Posts from — February 2013
February 27, 2013
Emergency: need cheesecake now.
Have you had this one? Here’s what you do.
Take a digestive cookie (graham cracker if that’s what you prefer),
spread with a thick layer of cream cheese (thick enough to leave decent teeth-marks),
cover that with a jewelled layer of jam (your choice–I used raspberry rhubarb),
and this is as close to cheesecake as you can get without the dirty dishes, hour in the oven and two slices too many.
It’s poetry, people.
February 25, 2013
I’ve done it. I’ve just sent my current work-in-progress (WIP) to my agent to review. After that, off it goes to the publisher by the end of this month to sucessfully meet the stipulated “February 2013” deadline. Phew! Just by the skin of my teeth! I was recently chatting with a “person-in-publishing” and she estimated that only one in four writers meet their submission deadlines and I was quite stunned. And determined. I will be that 25%, goshdarnit!
So, as you can imagine, I was relieved and chuffed to get it sent off. Then, as soon as I sat back from the computer screen, something weird happened. Since your last post I’ve been pondering about my own writing habits and rituals and what I observed as soon as I had emailled off the manuscript was that I needed to clean. Deep, down and dirty clean. Get obsessively organised clean. I assume it is a strange “manuscript submission cleaning frenzy syndrome” (M.S.C.F.S?) or maybe my body clock is still on North American seasons and I have got a Spring clean bug. What’s your diagnosis? Have you got it too? Does it happen after submitting your work-in-progress?
Perhaps it’s more noticeable to me because, well, I do not love to clean. I love the place being clean, I just don’t love doing it. Martha Stewart I am not. There are some chores I don’t mind quite as much as others (cleaning out the fridge, vacuuming, clothes washing) but other chores I have been putting off for a, ahem, disgraceful amount of time. During the manuscript writing time I just didn’t have the energy or inclination to do anything much more than stack the dishwasher and throw clothes into the machine, to be honest with you. Cleaning settled right at the bottom of the priority pile. But as soon I’d hit the sent button on the manuscript….those messy, grubby, cluttered areas were firmly in my sights.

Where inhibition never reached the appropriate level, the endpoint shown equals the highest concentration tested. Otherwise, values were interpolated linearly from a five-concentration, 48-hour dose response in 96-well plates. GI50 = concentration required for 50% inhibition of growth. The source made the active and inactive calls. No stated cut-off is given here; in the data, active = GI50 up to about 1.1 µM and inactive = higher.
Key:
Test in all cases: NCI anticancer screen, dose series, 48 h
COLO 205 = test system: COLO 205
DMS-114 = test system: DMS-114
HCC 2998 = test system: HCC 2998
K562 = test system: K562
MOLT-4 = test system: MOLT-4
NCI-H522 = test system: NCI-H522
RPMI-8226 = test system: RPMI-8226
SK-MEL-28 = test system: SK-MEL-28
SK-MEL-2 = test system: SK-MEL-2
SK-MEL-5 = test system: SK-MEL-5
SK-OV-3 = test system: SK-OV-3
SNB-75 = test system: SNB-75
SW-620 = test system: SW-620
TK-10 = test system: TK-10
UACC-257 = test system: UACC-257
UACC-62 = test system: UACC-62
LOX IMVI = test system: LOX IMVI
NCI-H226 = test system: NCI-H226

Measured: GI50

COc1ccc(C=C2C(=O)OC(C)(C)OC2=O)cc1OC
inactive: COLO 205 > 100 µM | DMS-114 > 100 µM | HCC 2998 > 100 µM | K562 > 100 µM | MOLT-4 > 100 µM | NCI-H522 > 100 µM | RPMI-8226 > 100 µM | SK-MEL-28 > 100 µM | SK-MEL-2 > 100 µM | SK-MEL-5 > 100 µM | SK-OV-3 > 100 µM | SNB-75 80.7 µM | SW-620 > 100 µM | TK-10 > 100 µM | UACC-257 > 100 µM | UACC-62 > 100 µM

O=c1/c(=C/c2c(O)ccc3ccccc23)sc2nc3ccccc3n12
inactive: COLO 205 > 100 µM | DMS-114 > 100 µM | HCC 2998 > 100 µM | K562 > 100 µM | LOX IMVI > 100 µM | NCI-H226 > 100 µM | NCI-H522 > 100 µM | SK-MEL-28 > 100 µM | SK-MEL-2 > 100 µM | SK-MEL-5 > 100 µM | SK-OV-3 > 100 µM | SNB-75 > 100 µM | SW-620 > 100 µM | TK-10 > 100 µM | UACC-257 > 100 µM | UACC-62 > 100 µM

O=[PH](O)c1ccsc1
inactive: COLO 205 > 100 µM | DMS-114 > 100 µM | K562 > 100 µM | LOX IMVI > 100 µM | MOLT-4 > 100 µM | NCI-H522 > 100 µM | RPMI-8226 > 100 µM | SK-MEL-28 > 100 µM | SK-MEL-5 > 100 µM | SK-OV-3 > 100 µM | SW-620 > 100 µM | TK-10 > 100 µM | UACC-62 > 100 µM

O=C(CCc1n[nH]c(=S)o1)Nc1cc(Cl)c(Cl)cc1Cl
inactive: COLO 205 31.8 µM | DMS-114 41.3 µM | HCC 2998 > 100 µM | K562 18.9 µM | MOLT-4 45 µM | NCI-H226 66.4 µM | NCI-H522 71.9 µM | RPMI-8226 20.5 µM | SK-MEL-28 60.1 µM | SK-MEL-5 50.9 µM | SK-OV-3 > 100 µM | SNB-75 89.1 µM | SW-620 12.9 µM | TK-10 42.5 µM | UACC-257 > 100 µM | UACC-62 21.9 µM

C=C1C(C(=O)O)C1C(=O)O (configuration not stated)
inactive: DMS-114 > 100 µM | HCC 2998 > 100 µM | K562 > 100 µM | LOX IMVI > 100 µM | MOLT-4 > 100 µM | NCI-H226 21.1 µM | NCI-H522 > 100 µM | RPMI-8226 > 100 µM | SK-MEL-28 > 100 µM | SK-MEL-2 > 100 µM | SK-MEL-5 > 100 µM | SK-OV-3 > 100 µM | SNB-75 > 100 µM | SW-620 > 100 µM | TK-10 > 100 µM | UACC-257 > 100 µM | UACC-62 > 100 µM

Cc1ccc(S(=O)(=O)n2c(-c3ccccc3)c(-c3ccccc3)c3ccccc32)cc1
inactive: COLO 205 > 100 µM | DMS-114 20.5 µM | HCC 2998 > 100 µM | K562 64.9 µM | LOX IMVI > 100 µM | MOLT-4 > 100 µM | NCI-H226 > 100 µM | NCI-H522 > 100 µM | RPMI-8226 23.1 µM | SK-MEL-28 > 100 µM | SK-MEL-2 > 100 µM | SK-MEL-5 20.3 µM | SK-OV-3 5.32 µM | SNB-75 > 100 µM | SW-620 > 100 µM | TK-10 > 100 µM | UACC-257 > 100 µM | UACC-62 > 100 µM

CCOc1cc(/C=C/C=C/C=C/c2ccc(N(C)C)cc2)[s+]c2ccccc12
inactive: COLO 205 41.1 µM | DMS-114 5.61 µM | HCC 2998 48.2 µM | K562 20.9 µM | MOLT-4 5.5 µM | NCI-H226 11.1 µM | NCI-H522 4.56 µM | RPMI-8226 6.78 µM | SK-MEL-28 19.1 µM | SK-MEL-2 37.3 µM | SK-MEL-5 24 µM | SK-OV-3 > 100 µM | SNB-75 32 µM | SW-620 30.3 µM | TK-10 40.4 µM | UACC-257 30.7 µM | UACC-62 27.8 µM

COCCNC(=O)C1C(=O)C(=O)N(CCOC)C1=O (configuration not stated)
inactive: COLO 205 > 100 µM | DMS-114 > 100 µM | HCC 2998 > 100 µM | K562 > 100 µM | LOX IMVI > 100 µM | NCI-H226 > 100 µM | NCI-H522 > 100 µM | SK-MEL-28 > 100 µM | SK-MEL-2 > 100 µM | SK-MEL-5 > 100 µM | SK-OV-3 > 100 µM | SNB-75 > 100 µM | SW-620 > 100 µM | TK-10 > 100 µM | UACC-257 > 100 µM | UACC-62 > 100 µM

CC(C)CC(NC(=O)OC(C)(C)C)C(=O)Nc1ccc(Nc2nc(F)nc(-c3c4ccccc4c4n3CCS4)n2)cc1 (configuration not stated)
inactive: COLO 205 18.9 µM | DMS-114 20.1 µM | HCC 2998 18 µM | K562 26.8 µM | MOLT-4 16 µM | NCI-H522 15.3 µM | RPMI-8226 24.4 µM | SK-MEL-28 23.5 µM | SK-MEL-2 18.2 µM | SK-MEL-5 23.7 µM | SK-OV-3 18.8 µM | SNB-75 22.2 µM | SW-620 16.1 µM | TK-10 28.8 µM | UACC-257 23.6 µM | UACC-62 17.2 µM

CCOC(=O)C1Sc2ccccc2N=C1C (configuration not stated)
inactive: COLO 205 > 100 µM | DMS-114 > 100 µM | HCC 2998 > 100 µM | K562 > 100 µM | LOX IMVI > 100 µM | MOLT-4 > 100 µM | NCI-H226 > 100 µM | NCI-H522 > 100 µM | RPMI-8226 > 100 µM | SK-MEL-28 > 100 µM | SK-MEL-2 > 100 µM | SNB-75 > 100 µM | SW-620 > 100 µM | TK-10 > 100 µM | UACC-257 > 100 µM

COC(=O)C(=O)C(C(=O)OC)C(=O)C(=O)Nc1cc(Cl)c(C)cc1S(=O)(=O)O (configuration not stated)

I started with B1’s room. Drawers have been labelled, baby clothes stored away, things folded.
B2’s things also did not escape organisation. More labelling, more tidying. B2 helped by pulling all of the nappies out of their neat stack. Thanks, darling.
The bookshelf, bane of my husband’s existence (“How can one person have SO many books? But haven’t you read that one already?” I mean, I can’t even respond to those questions, you know?!) finally, finally, got sorted. I stacked up books to give away and have been passing them out, one by one, to my friends when we catch up. A soup cookbook for my sister-in-law, A New Zealand wine book for my favourite cafe owner. It’s been great fun pairing up people and books, like a book-matchmaker, and my own shelf is much tidier for it. Don’t tell Matt but he was right, a cull was really required.
I still have our bedroom, the bathroom and the kitchen on the hit-list. Matt did the laundry, bless him, perhaps just to get out of my way as I raced around like a woman possessed. Those areas are going to take a good dose of courage and mettle. A significant amount of elbow grease. When we moved I never bothered to sort out my jewellery and related bits; there is a whole mess of a shelf comprised of bracelets, knotted necklaces and solo earrings. Not to mention the dust that needs dealing with. The stuff that hides in the corners the vacuum can’t be bothered with, the stuff that is on top of and at the back of the fridge. Shudder. A fellow kiwi friend came over to visit last night and she assures me that Australia has a lot more dust than New Zealand. I think she was just trying to be nice, if you know what I mean.
It’s lucky I have this newfound energy for cleaning because, clearly, there is a lot to be done. I’m just trying to use it while it lasts. And before my publisher comes back with a list of suggestions and proposed revisions the length of my broom handle, the thickness of my mega-sponge. Because when that happens the cleaning is going to be as important as it usually is – not at all.
Hugs, Hannah x
February 22, 2013